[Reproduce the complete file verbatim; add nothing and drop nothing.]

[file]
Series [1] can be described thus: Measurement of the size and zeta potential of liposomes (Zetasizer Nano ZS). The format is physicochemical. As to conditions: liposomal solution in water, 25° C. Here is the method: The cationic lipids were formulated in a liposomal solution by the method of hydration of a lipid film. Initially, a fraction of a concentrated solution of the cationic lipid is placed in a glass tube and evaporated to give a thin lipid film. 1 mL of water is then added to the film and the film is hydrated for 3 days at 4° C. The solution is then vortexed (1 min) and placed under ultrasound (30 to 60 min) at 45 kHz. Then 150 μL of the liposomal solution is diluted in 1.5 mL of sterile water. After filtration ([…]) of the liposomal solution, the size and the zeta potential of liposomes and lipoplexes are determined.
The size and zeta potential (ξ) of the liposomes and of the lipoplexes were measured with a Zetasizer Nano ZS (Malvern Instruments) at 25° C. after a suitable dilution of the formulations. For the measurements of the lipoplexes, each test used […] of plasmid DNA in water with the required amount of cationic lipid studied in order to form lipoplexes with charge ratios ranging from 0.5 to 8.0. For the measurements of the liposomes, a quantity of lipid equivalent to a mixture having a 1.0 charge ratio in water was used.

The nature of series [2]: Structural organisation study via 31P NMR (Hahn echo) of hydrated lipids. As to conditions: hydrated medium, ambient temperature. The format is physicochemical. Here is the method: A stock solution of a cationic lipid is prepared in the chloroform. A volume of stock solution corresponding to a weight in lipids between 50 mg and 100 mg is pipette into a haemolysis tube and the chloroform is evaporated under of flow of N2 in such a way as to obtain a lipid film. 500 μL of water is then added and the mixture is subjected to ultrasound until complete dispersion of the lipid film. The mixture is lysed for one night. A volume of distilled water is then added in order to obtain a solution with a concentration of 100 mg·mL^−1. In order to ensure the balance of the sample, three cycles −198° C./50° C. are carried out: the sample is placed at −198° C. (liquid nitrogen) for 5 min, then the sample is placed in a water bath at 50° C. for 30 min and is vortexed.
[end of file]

Series [1] can be described thus: Measurement of the size and zeta potential of liposomes (Zetasizer Nano ZS). The format is physicochemical. As to conditions: liposomal solution in water, 25° C. Here is the method: The cationic lipids were formulated in a liposomal solution by the method of hydration of a lipid film. Initially, a fraction of a concentrated solution of the cationic lipid is placed in a glass tube and evaporated to give a thin lipid film. 1 mL of water is then added to the film and the film is hydrated for 3 days at 4° C. The solution is then vortexed (1 min) and placed under ultrasound (30 to 60 min) at 45 kHz. Then 150 μL of the liposomal solution is diluted in 1.5 mL of sterile water. After filtration ([…]) of the liposomal solution, the size and the zeta potential of liposomes and lipoplexes are determined.
The size and zeta potential (ξ) of the liposomes and of the lipoplexes were measured with a Zetasizer Nano ZS (Malvern Instruments) at 25° C. after a suitable dilution of the formulations. For the measurements of the lipoplexes, each test used […] of plasmid DNA in water with the required amount of cationic lipid studied in order to form lipoplexes with charge ratios ranging from 0.5 to 8.0. For the measurements of the liposomes, a quantity of lipid equivalent to a mixture having a 1.0 charge ratio in water was used.

The nature of series [2]: Structural organisation study via 31P NMR (Hahn echo) of hydrated lipids. As to conditions: hydrated medium, ambient temperature. The format is physicochemical. Here is the method: A stock solution of a cationic lipid is prepared in the chloroform. A volume of stock solution corresponding to a weight in lipids between 50 mg and 100 mg is pipette into a haemolysis tube and the chloroform is evaporated under of flow of N2 in such a way as to obtain a lipid film. 500 μL of water is then added and the mixture is subjected to ultrasound until complete dispersion of the lipid film. The mixture is lysed for one night. A volume of distilled water is then added in order to obtain a solution with a concentration of 100 mg·mL^−1. In order to ensure the balance of the sample, three cycles −198° C./50° C. are carried out: the sample is placed at −198° C. (liquid nitrogen) for 5 min, then the sample is placed in a water bath at 50° C. for 30 min and is vortexed.